A big PP welcome to Beth Shriver
and she's giving away a book!
Take it away, Beth.
How did you get from your day job to writing romance? When we moved from Colorado I had a hard time adjusting to Texas. When my friend, Shelley Shepherd Gray, published her first book, it encouraged me to write one. I’d written in magazines, papers and devotionals so I had a non-fiction back ground that helped in writing a full length novel.
What are your three favorite books of all time? The first two books in Francine Rivers the Mark of the Lion Series and Gone with the Wind.
Morning, afternoon, or evening person? I used to be a definite morning person but the older I get the less sleep I seem to need, and I end up staying up way too late.
Music--with or without? What kind? I usually listen to Christian artists, but I like the oldies from the 70’s and 80’s too. I just aged myselfL
First or third POV? I like to write first person but publishers aren’t crazy about first person POV. I’ve written four of them; Benford Peavey is a Good name, Love at First Flight, Funeral Hopper, and The Least of These. I really enjoyed writing each and every one. Two are published and I hope to find homes for the other two someday.
How's tricks? Do you juggle multiple projects? No, I can’t imagine! I get down pretty deep with my characters and because I’m a seat-of-the-pantser I never know where I’m going next. That would be tough to keep up with two wayward storiesJ
What's harder: beginning, middle, or the end? Definitely the beginning. I have to get to know the characters just like meeting a real person. Once we go deeper I can predict what they’re going to do and say and things start to roll!
Revisions: Love 'em or hate 'em? No one likes to have all of their mistakes there in front of you in black and white, with red slashes all over them, but I have to say that the editors at Charisma House are fantastic! They make my story so much better. I am very blessed to be working with them.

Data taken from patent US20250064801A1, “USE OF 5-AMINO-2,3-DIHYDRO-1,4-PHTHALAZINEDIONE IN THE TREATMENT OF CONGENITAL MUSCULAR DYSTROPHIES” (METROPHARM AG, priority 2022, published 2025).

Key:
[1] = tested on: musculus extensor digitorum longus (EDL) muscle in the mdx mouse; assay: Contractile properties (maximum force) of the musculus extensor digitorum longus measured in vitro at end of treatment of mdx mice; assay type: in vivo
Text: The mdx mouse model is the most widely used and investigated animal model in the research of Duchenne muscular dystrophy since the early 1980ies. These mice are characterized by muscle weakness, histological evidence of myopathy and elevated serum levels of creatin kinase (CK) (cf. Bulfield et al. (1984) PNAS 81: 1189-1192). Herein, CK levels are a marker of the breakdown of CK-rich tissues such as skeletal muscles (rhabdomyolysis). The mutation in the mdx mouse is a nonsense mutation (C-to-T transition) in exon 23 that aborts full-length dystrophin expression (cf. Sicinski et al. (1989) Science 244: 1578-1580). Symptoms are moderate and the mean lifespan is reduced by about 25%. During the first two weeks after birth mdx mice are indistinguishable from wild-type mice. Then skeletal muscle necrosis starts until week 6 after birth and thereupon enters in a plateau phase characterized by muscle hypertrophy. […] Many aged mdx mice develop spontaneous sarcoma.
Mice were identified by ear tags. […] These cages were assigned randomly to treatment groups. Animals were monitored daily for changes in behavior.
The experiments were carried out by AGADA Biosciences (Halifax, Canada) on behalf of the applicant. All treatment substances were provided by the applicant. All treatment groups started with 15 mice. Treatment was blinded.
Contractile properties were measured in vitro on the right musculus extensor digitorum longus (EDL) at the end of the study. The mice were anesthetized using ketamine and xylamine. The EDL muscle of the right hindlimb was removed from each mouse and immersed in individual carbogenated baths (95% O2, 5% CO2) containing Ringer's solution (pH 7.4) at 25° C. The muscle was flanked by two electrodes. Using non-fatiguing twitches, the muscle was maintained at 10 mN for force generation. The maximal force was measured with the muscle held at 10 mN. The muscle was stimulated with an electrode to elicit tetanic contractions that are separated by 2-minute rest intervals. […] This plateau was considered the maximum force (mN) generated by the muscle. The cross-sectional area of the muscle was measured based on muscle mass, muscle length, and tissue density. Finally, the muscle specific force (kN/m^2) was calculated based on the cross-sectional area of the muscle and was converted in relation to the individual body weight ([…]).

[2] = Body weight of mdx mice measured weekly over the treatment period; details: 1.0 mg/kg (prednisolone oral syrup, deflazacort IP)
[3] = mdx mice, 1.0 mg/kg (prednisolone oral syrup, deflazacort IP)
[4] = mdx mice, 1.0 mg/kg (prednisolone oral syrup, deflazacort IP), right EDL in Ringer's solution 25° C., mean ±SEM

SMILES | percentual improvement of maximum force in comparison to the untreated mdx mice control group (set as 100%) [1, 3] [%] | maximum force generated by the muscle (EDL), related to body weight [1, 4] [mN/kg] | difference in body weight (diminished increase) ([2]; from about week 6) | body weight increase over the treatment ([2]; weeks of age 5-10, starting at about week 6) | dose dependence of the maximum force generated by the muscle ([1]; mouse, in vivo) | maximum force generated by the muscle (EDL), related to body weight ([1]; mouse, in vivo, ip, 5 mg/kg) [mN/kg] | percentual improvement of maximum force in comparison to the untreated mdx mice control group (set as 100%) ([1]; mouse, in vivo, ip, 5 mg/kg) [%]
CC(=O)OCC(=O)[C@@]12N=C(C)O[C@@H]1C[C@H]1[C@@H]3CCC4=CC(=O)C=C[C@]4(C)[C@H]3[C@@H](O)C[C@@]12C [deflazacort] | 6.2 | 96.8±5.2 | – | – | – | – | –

How did you come up with that title? Best advice anybody ever gave you? For my latest book, Annie’s Truth, it fits her journey in her quest to find out who she really is after finding out she was adopted. My titles depict some aspect of the story, not just something random or flowery.
Best advice I’ve heard is not to take rejections personally. This is a business and you have to try and put your emotions aside and learn how to take the comments as a critique to improve your writing. Believe me I knowL
Fill in this blank: My ideal fictional hero would think me gorgeous no matter…if I was the princess bride in SHREKJ
What's your favorite dessert? Anything chocolate, do you have any?
Do you write at home or someplace else? Usually at home because I have a great office to work in and everything I need, and my two cats and dog keep me company. I go to a great French bakery about once a week to people watch and feed my muse, and my stomachJ
What's your favorite type of hero/heroine and why? I usually like strong women characters, but I surprised myself with the present story I’m writing where the female character is very timid and shy. But I don’t think she’ll stay that way for longJ
Excerpt from Annie's Truth:
Annie ran a finger along the small wooden likeness of John and wondered if she shouldn’t dismiss him so readily. As a friend, she adored him, but the thought of marrying him annoyed her. But did that feeling come because of him, or was it her?
Hanna’s sigh brought Annie back to the moment. Hanna looked from her Bible to Annie’s. “That’s odd, isn’t it?”
Annie turned a crisp page and stared at the words again. “I wonder if Mamm simply didn’t remember to fill in the day.”
“It’s not like Mamm to forget to do anything like this.”
Annie didn’t want to believe that Mamm forgot, and Hanna was right in that their mamm never left anything undone, especially when it came to her children. “I’m sure there’s a reason.”
“The only thing left to do is ask.” Hanna closed the Bible and handed it to Annie.
Annie took the black book, its pages lined with light gold.
“Don’t you want to?” Hanna grasped her hands together and set them on her knees.
“Jah, I do.” Annie stroked the top of the golden pages with her finger. “And then I don’t.”
Hanna grunted. “Well, that’s silly.”
Annie stopped and took the Bible in both hands. “But I have a strange feeling.” Annie squeezed the good Book. “Maybe it’s better if I don’t know.”
Find Beth at:
Find Beth's Books at: